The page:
The utility-scale solar sector has led the overall U.S. solar market in terms of installed capacity since 2012. In 2017, the utility-scale sector accounted for nearly 60% of all new solar capacity, and is expected to maintain its market-leading position for at least another six years. Two-thirds of all states, representing all regions of the country, are now home to one or more utility-scale solar projects.
This report—the sixth in an ongoing annual series—provides in-depth data-driven analysis of the utility-scale solar project fleet in the United States. Drawing on empirical project-level data from a wide range of sources, this report analyzes technology trends, installed project prices, operating costs, capacity factors, power purchase agreement (“PPA”) prices, the levelized cost of solar energy (LCOE), and the market value of solar. Given its current preeminence in the market, utility-scale PV also dominates much of this report, though data from CPV and CSP projects are also presented where appropriate. Highlights from this year's edition include:
- Installation and Technology Trends: The use of solar trackers dominated 2017 installations with nearly 80% of all new capacity. In a reflection of the ongoing geographic expansion of the market beyond California and the high-insolation Southwest, the median insolation level at newly built project sites declined again in 2017. While new fixed-tilt projects are now seen predominantly in less-sunny regions, tracking projects are increasingly pushing into these same regions. The median inverter loading ratio grew to 1.32 in 2017, allowing the inverters to operate closer to full capacity for a greater percentage of the day.
- Installed Prices: Median installed PV project prices have steadily fallen by two-thirds since the 2007-2009 period, to $2.0/WAC (or $1.6/WDC) for projects completed in 2017. The lowest 20th percentile of projects within our 2017 sample were priced at or below $1.8/WAC, with the lowest-priced projects around $0.9/WAC. Overall price dispersion across the entire sample has decreased steadily every year since 2013; similarly, price variation across regions decreased in 2017.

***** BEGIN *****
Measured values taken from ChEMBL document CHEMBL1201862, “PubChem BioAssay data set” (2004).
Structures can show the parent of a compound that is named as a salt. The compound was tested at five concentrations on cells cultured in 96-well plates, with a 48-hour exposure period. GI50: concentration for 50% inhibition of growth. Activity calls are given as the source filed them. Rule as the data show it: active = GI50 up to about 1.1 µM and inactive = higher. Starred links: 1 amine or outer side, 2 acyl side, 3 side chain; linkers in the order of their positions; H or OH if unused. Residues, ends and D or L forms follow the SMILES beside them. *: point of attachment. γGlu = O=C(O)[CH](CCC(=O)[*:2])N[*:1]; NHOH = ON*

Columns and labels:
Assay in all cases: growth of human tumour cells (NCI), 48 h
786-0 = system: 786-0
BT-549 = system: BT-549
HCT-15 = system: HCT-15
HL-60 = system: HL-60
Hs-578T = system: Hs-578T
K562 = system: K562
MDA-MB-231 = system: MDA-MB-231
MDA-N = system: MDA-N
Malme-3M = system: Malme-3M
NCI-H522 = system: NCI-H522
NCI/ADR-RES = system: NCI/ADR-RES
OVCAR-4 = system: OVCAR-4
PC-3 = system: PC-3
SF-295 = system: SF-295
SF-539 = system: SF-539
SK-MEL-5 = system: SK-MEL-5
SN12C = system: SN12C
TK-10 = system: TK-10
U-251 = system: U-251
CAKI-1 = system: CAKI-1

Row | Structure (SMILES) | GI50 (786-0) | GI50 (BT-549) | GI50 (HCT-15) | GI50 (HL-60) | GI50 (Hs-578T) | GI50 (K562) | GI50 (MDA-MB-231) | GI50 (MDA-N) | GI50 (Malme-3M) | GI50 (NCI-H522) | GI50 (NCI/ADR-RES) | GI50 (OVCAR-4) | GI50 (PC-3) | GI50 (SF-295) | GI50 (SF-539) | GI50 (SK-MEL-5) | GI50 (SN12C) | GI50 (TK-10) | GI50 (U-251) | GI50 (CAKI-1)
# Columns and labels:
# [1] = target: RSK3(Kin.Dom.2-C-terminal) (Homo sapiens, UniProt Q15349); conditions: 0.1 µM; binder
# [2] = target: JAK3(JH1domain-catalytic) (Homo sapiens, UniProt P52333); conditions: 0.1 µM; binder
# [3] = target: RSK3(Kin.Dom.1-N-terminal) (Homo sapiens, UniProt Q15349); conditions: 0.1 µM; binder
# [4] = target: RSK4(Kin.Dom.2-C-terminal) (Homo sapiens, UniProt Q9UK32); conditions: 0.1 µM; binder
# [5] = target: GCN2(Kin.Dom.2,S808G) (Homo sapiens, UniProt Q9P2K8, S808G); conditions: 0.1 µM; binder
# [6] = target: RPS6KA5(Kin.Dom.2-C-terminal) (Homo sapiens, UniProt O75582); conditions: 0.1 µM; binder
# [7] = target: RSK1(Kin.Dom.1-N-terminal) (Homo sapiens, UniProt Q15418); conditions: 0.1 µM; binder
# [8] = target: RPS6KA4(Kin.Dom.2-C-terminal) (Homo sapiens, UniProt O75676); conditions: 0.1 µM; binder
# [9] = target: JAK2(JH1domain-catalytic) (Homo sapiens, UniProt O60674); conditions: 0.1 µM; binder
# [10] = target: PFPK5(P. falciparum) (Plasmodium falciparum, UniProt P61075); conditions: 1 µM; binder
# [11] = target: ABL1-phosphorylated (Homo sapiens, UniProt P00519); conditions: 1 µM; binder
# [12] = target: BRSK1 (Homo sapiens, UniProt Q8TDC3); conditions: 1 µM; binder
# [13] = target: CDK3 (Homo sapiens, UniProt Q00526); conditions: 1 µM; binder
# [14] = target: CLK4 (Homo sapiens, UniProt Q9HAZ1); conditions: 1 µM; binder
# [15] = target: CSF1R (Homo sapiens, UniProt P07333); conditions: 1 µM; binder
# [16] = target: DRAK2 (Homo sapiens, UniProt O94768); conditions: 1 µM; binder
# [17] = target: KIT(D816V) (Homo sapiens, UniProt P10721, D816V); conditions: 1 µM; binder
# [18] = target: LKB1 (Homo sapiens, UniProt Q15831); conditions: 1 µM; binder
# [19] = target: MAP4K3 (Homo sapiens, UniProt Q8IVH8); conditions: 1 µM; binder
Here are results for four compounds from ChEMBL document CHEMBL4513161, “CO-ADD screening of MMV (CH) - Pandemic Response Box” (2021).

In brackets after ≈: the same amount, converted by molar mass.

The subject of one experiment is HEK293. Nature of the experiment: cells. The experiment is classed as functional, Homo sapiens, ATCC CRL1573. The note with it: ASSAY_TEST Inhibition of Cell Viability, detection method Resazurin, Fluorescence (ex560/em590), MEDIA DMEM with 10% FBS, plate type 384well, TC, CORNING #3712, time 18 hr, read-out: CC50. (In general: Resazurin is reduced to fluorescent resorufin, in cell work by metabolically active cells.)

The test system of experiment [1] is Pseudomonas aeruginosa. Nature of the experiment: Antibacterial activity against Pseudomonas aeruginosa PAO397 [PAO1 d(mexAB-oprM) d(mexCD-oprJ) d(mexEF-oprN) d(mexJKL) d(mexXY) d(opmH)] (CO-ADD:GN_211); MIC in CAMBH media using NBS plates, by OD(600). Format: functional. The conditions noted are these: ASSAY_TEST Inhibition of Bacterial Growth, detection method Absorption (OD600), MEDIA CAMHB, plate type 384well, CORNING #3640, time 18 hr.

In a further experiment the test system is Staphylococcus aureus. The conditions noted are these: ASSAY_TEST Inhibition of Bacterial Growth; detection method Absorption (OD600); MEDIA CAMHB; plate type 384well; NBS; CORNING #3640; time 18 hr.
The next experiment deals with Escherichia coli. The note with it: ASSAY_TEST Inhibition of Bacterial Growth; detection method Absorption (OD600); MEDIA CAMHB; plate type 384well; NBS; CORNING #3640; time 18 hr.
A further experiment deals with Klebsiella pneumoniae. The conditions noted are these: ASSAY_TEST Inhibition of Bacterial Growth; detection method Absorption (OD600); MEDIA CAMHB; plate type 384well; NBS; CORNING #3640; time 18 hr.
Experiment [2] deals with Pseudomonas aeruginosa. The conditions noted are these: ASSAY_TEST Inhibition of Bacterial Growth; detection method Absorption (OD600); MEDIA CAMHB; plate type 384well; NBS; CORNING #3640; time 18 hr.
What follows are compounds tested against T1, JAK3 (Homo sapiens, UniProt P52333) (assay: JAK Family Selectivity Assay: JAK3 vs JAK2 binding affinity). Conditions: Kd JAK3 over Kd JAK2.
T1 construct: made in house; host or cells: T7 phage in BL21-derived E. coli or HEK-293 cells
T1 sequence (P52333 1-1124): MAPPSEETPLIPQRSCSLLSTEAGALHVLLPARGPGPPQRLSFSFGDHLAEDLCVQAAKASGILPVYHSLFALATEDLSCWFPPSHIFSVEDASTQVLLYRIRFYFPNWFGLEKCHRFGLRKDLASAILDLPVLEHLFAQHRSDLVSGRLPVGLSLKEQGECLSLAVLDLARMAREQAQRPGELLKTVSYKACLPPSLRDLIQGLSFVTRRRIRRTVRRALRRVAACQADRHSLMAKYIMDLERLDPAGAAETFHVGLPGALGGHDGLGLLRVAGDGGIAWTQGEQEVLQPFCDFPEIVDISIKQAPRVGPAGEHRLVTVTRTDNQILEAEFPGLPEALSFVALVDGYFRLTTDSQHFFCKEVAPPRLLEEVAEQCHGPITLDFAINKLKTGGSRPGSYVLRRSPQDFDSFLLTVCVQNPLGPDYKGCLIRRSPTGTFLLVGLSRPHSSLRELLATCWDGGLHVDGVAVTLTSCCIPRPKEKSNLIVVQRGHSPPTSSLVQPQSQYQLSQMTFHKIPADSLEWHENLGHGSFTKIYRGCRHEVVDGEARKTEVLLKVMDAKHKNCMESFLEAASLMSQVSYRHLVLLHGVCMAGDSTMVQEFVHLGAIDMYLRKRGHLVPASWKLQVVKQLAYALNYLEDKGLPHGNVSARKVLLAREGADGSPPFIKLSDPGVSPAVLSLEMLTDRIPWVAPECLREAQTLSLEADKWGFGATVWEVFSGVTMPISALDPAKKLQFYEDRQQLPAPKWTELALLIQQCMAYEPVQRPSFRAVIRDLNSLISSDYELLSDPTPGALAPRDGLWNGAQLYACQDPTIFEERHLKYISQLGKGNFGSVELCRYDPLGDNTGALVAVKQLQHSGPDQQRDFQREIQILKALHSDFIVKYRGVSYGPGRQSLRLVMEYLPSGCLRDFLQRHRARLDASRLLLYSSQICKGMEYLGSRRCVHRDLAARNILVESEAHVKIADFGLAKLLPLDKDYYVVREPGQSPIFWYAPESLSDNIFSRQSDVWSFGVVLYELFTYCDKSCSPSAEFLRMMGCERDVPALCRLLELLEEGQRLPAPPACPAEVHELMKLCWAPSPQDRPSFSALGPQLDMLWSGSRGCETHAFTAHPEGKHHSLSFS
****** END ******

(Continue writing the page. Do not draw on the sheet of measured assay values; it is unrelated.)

- Operation and Maintenance (“O&M”) Costs: PV O&M costs were in the neighborhood of $16/kWAC-year, or $8/MWh, in 2017. These numbers include only those costs incurred to directly operate and maintain the generating plant.
- Capacity Factors: The cumulative net AC capacity factors of individual projects vary widely, from 14.3% to 35.2%, with a sample median of 26.3%. This project-level variation is based on a number of factors, including the strength of the solar resource at the project site, whether the array is mounted at a fixed tilt or on a tracking mechanism, the inverter loading ratio, degradation, and curtailment. Changes in at least the first three of these factors drove mean capacity factors higher from 2010-vintage to 2013-vintage projects, where they’ve remained fairly steady among more-recent project vintages as an ongoing increase in the prevalence of tracking has been offset by a build-out of lower resource sites.
- PPA Prices and LCOE: Driven by lower installed project prices and improving capacity factors, levelized PPA prices for utility-scale PV have fallen dramatically over time, by $20-$30/MWh per year on average from 2006 through 2012, with a smaller price decline of ~$10/MWh per year evident from 2013 through 2016. Most recent PPAs in our sample—including many outside of California and the Southwest—are priced at or below $40/MWh levelized (in real 2017 dollars), with a few priced as aggressively as ~$20/MWh. The median LCOE among operational PV projects in our sample has followed PPA prices lower, suggesting a relatively competitive market for PPAs.
- Solar’s Wholesale Energy Market Value: Falling PPA prices have been offset to some degree by a decline in the wholesale energy market value of solar within higher-penetration markets like California, where solar earned just 79% of the average price across all hours within CAISO’s real-time wholesale energy market in 2017 (down from 125% back in 2012). In other markets with less solar penetration, however, solar’s hourly generation profile still earns more than the average wholesale price (e.g., 127% in ERCOT, 112% in PJM).
- Solar+Storage: Adding battery storage is one way to at least partially restore the value of solar, and three recent PV+storage PPAs in Nevada (each using 4-hour batteries sized at 25% of PV nameplate capacity) suggest that the incremental PPA price adder for storage has fallen to ~$5/MWh, down from ~$15/MWh just a year ago for a similarly configured project. As PV plus battery storage becomes more cost-effective, a number of developers are regularly offering it as a viable upgrade to standalone PV.
At the end of 2017, there were at least 188.5 GW of utility-scale solar power capacity within the interconnection queues across the nation. The 2017 growth within these queues is widely distributed across all regions of the country, but is most pronounced in the up-and-coming Midwest region, which accounts for 27% of the 99.2 GW of new queue capacity. The widening geographic distribution is as clear of a sign as any that the utility-scale market is maturing and expanding outside of its traditional high-insolation comfort zones.
Click the webinar tab below to view a presentation about the report recorded on September 20, 2018.
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